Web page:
The NorthStar engine originates from a Lotus racing engine design from the late 80’s. It was equipped on few Corvettes in the early ‘90s, then redesigned by GM to be suitable for use in luxury cars.
With the history lesson over, you need to understand this (racing originating) engine is designed for abuse, in fact a sedate driven car will be prone to issues in time compared with ones driven in a spirited way. The oil consumption is intended by design, the cylinders are loose for high rev operation (is a V8 rev-ing up to 6500 RPM). The other contributing factor to the oil consumption is the carbon accumulation in the cylinders due to sedate driving. It is recommended a wide open throttle be run once in a while for cars driven mostly short trips in urban areas. I have seen a 400K miles NorthStar engine torn apart, and the factory honing is still very visible on the cylinder walls.
Another complain about the engine is the head gasket failure rate, although in reality it's not higher than average. Because the engine is crammed in the engine bay, the repair has to be done with the engine out. This is a very costly repair comparing with other cars (or the value of the car), thus everybody tends to complain about it. Most of the time the owners pass the issue to another unsuspecting buyer, thus the percentage of the cars for sale with problems is very high. Naturally most of the people complaining about this issue are new owners, but the reality is really not as bad as you read about it. Personally I know no car locally that had the HG issue. A contributing factor to this is not the design, but the lack of maintenance, especially cooling system. The DexCool is recommended to be changed every 3-4 years or 100K. In time it becomes acidic and corrodes the gasket. Failure to read the owner’s manual is the cause most of the time.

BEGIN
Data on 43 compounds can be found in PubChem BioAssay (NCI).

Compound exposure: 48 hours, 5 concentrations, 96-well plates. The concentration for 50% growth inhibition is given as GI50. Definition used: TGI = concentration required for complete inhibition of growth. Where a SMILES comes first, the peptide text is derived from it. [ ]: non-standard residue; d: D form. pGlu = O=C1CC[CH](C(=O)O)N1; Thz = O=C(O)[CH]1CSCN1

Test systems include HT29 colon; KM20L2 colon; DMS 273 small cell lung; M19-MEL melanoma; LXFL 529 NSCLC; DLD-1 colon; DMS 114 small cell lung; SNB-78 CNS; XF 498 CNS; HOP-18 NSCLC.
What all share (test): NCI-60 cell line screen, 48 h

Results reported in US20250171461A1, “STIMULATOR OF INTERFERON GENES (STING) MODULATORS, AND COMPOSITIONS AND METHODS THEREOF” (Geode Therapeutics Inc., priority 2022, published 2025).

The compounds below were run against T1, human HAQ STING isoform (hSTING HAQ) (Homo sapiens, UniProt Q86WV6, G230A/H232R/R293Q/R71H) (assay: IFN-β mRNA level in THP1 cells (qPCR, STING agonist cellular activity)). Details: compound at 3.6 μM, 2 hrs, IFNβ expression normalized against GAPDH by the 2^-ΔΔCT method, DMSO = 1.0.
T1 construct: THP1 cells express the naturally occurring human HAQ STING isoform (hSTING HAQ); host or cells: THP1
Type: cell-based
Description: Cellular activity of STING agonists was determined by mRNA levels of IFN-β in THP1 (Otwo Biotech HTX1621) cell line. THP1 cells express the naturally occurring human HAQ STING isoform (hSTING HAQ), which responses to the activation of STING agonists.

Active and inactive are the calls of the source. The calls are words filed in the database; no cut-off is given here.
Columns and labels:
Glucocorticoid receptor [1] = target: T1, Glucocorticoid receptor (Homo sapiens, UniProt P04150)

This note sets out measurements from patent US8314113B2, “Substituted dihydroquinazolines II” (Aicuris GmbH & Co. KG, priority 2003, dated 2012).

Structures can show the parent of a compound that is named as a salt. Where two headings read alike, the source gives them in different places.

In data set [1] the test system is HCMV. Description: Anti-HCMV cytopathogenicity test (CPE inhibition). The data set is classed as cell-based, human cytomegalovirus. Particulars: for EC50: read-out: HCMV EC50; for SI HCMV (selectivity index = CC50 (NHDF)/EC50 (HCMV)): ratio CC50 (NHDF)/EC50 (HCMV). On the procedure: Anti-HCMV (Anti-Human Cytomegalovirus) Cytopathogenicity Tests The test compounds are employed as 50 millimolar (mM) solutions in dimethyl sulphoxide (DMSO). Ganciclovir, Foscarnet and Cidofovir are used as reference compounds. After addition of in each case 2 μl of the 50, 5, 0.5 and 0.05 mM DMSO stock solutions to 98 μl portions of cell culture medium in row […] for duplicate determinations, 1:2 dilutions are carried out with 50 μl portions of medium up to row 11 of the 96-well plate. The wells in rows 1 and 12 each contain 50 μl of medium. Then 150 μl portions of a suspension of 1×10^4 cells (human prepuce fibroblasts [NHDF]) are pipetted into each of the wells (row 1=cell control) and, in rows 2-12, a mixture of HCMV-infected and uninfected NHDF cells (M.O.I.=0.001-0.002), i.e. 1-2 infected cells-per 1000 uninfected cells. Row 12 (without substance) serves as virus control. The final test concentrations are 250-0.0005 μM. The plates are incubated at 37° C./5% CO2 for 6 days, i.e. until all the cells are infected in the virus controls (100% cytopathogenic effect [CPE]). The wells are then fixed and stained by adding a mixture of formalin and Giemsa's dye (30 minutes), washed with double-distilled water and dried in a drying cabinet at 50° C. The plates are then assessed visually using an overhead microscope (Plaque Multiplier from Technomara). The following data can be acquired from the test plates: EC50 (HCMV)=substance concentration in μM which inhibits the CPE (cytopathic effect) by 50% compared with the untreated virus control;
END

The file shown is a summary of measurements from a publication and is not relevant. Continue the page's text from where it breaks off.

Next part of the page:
Oil leaks are indeed common, but no big deal, and are originating from the Lotus design with case halves.
These cars are equipped with state of the art (even for our days) suspension (with active struts), have a state or the art stability system, and technologically are still far superior to most of the cars made today.
Because these cars were $50K new, not many people bought them, and as a result, aftermarket is non-existent, plus these cars were designed to be the best that could be, so even the very few available aftermarket parts are really bad comparing with the far more expensive (and recently discontinued) OEM parts. People tend to let the cars go, just drive it until it dies, and complain about it, since they are not willing to spend money and effort to locate OEM parts. When somebody complains about stability and suspension issues, try to find out the mileage of that car. Most likely is a high mileage car that was recently purchased for a too good to be true price. Not many people are willing to spend close to $1000 for a replacement active strut (and you have 4).
Reading the most frequent complaints for these cars: memory seats/mirrors settings, security system issues, automatic climate control, trunk pull down motor, electronic leveling control and so on… well these are features that most of the other cars don’t have.
The other problem is these cars are unlike any other GM car, so it is difficult to locate GM dealers that know how to service these cars properly. A lot of the time, a small bad repair causes bigger issues soon. I am an enthusiast (you couldn’t tell) and I am shocked to find out that I know more about these cars than the qualified GM technicians.